And then Paul goes on to say that keeping our focus on heaven and our new life in Christ means that we lay aside temptation and sin—we push back on lust and greed, lying and coveting so that we might have a focus for the things of God. This isn't new. But like a lot of things, it's worth the reminder. We are called to cast aside sin in our lives. All kinds of it. Whenever it presents itself. Now, Paul makes it sound pretty cut and dry, and easy to do. Lay aside the things of this life and keep your mind on heaven. Well, if only it were that easy. Letting go of sin is hard. Our temptations and habits and vices often have a stronghold in our lives. And, we're often happy to shrug and remind ourselves that we're all sinners and sort of accept that we'll tango with our sin from time to time. It's called self-justification and all of us do it. We convince ourselves that our sin isn't hurting anyone, or that no one will find out, or that it's really not that bad, but when it comes down to it, sin is sin and we know it's wrong—that's why we hide it, that's why we lie about it, that's why we do our best to convince ourselves that's it's smaller than it is. Sin isn't good. Can we agree about that? And your sins are likely different than my sins, and some of our sins are more public or more obvious than others....but sin is sin....and it's not good. But beyond just not being's damaging, to us and to others...AND, it detracts us from our relationship with God.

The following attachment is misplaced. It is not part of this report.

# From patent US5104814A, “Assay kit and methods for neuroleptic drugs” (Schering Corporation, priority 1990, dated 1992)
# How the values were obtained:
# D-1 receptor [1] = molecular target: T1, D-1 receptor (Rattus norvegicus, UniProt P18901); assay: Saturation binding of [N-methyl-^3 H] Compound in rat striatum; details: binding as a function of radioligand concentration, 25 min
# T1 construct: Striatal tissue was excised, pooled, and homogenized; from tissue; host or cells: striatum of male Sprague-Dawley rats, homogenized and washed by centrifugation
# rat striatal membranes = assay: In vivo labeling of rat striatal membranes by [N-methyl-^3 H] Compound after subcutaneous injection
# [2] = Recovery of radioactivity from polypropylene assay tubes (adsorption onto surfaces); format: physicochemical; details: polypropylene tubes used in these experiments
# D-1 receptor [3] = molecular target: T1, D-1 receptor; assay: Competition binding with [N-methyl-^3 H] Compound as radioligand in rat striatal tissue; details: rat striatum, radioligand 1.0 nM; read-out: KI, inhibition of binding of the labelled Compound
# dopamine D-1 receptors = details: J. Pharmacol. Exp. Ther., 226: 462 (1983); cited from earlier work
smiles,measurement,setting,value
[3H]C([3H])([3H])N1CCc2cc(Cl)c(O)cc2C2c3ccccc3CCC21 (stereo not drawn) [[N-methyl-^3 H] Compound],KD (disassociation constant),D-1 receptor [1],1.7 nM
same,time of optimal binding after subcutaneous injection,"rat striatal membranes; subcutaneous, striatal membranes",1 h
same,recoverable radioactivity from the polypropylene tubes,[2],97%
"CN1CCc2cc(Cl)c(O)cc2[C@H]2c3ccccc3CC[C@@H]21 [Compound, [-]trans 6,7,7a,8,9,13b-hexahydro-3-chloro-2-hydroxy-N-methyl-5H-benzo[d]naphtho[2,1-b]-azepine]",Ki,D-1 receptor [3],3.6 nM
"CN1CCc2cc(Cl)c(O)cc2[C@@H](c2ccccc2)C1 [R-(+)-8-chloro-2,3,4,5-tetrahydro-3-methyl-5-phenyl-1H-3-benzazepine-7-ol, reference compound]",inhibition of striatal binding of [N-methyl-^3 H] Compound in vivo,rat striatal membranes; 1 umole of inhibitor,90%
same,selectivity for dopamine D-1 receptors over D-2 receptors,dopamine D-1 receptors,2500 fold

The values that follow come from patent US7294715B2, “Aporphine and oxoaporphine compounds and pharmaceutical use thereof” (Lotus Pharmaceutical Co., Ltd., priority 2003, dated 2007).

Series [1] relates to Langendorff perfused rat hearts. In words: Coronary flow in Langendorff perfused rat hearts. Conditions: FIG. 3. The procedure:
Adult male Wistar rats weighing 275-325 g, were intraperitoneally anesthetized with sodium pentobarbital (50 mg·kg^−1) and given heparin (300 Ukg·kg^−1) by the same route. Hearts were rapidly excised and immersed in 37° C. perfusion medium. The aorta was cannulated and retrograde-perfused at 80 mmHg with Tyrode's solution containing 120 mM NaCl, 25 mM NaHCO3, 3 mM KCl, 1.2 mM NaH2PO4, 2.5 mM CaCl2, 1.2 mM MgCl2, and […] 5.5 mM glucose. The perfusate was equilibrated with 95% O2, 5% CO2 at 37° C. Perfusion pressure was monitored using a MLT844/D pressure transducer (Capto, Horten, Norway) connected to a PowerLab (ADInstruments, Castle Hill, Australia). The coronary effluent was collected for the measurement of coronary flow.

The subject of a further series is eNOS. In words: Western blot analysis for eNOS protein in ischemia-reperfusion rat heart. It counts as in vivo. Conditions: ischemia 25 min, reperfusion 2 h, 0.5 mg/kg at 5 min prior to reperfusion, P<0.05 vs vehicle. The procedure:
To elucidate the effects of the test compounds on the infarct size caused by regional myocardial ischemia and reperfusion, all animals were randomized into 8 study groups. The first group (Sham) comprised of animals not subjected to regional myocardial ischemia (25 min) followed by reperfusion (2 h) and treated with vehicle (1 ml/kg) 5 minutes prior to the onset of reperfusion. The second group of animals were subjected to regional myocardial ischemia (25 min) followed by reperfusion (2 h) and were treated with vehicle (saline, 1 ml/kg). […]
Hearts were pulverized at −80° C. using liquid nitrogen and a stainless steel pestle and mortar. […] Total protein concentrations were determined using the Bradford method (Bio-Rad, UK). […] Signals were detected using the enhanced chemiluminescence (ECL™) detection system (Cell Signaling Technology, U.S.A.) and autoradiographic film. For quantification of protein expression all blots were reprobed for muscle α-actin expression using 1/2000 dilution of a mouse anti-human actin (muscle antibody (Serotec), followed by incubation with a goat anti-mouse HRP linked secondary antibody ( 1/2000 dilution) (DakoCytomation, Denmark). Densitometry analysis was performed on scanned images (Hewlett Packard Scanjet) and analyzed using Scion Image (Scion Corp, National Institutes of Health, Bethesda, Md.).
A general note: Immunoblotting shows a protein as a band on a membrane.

In Greek, the word for sin is hamartia and literally it means "missing the mark"—imagine a target....that's God...the closer to the bullseye, the closer you are to the heart of God. Sin—hamartia—is missing the's hitting anything that's not God. So the more we focus on all the other stuff, the more often we stray, the more often we miss the mark. Now, you could say, we'll, I'm only a little bit off the's only a little bit greedy, or a little bit covetous....a little bit selfish...but even a little bit off is off the's not a godly place where we're landing.